Curiously the high priced dorms (private suite, bathroom) among four kids if they click is awesome, but if not, you are more out of luck. Versus having an old-fashioned dorm where you meet half of the kids on your floor in the bathroom. Sometimes the newer dorms are more isolating, yet parents and kids can be wowed by the shiny, bright factor.
Social rejection (fear of belonging or not belonging) is a major fear as kids go off to college. One of the things we talk about in the book is the importance of knowing how to reach out, knowing your strengths in connecting, and what are different ways to bond with your peers.
The Shrink Space: Do you have any suggestions for students on how they may think about creating a healthier relationship with their phone?
Hibbs: We offer tips on how to do screen time management. The fear of missing out and the constant comparison that social media offers can create a hollow self-identity. To the extent kids can use social media to get together or promote an event I think that’s good.
About half of students think that social media helps them bond, and about another half think it is destructive. There is no absolute golden rule. I think part of it is about how much of your identity is tied to how many likes or followers you have on social media. It is your real time face-to-face relationships and conversations that will help you feel more connected and bonded. It is not your virtual time. As long as people balance social media it is fine. But if you find you’re using social media more than real face-to-face time then you have to manage it better.
The Shrink Space: You use the term ‘pathologic procrastination’ in the book, can you describe this more?
Hibbs: There are different forms of procrastination, some anxiety driven and some a result of executive functioning problems, where we are waiting for the perfect moment to do something and put it off so long that we actually increase our anxiety. There is one term called “procrastivity” which is feeling productive at the same time you are procrastinating, i.e. tidying up your desk to procrastinate on the thing that needs to get done.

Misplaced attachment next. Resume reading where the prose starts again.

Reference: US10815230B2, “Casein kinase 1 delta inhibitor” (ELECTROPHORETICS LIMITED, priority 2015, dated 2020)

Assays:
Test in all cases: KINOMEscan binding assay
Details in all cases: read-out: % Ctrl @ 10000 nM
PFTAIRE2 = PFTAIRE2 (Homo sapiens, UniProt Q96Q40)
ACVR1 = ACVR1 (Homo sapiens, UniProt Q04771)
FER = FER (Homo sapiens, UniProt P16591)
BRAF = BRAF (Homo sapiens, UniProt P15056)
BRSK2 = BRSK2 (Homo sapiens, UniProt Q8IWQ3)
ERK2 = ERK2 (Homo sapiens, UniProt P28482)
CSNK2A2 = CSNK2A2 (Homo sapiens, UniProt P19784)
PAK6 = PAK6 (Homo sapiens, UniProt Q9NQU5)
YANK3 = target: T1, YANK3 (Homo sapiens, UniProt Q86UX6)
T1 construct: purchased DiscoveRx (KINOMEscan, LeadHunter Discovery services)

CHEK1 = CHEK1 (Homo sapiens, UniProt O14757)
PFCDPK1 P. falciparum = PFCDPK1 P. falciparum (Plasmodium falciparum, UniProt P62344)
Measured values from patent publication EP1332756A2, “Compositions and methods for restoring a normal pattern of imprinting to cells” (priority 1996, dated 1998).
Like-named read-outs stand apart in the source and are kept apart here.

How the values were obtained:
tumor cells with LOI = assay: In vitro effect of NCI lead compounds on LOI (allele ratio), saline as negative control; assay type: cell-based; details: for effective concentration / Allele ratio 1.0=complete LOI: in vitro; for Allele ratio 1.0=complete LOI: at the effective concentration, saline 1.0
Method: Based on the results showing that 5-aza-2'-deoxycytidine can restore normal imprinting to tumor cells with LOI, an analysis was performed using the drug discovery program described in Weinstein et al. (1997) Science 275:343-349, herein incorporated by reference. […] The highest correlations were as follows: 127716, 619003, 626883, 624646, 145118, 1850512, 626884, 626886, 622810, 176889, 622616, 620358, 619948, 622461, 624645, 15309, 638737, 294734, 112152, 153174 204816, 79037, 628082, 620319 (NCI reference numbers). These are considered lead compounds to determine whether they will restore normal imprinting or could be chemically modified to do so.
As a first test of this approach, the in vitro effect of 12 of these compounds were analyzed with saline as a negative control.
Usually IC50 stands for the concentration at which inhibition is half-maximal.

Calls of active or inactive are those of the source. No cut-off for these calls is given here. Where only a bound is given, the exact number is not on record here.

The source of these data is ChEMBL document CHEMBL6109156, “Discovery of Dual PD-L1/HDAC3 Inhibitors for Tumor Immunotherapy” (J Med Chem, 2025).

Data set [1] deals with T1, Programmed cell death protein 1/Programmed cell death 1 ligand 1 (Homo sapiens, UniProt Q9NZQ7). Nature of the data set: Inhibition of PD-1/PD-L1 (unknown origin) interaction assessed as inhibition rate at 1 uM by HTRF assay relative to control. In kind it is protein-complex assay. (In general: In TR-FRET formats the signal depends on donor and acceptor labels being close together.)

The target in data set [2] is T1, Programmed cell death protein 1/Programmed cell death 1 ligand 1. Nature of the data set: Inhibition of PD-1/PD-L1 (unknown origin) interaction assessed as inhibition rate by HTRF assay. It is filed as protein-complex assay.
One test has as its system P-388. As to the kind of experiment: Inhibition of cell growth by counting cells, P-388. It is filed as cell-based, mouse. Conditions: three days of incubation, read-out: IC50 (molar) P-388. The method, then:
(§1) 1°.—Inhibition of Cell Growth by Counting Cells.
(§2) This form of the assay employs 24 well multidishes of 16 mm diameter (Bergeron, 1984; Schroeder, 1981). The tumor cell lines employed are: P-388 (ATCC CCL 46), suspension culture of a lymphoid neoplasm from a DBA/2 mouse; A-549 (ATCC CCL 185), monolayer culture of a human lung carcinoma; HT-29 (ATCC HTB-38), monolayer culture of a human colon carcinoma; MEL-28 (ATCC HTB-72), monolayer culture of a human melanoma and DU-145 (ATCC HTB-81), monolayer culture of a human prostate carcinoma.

We need to recognize our own tendencies in procrastination. Anxiety can be a good thing, as can stress, it can be motivational. But we have to recognize is my anxiety an engine that is driving me to get things done? Or is it a caboose where my procrastination prevents me from getting things done and then have a worse outcome?
Because some students are smart enough to meet the demands in high school they can procrastinate without a bad outcome. We are trying to help these students understand their tendencies in high school because they may not work well in college as the demands go up. Luckily many colleges have resources centers that help people structure their time, so we encourage students to use these support services as an extra boost to help orient themselves toward better habits.
The Shrink Space: Not spoken about as frequently is the “well child,” the sibling that may not be well at all, but may be meeting an unrecognized emotional need to “be okay” in order to not add additional burden on their parents. Any suggestions for parents on how to remain vigilant about this possible dynamic?
Hibbs: Parents who read the book may recognize that one or more of their children has been a well child. I’d say to those parents that it is never too late to go back and ask “I was wondering what this was like for you?” just to start a conversation and acknowledge that they had an extra burden or worry about their sibling.
It is important for parents to recognize that of course you’ll be focused on your child that has a specific issue or a problem. But to the extent that you have other children at home, in a preventative way, it is important to acknowledge to the well child, “Hey I know this is going on, is there anything we can do that would be helpful to you?” Often kids are very protective of their parents and siblings and their job is to keep it under wraps if they can. Much of the book is about having conversations with your children on how to invite them to tell you what’s really going on.
Often there is a latent effect where the well child will look like they are doing fine with no problems. And then years later they pop up with a physiological or anxiety-related symptom that call attention to the fact that the well child couldn’t keep managing it.
Stay tuned for part II of the interview coming soon! Dr. Hibbs is a psychologist and family therapist in private practice for over 25 years. Co-author, Dr. Rostain is a professor who practices at the Children’s Hospital of Philadelphia and chaired the University of Pennsylvania’s task force on student psychological health and well-being. To learn more about the rising student mental health needs on campus listen to Drs. Hibbs & Rostain on their NPR Fresh Air interview.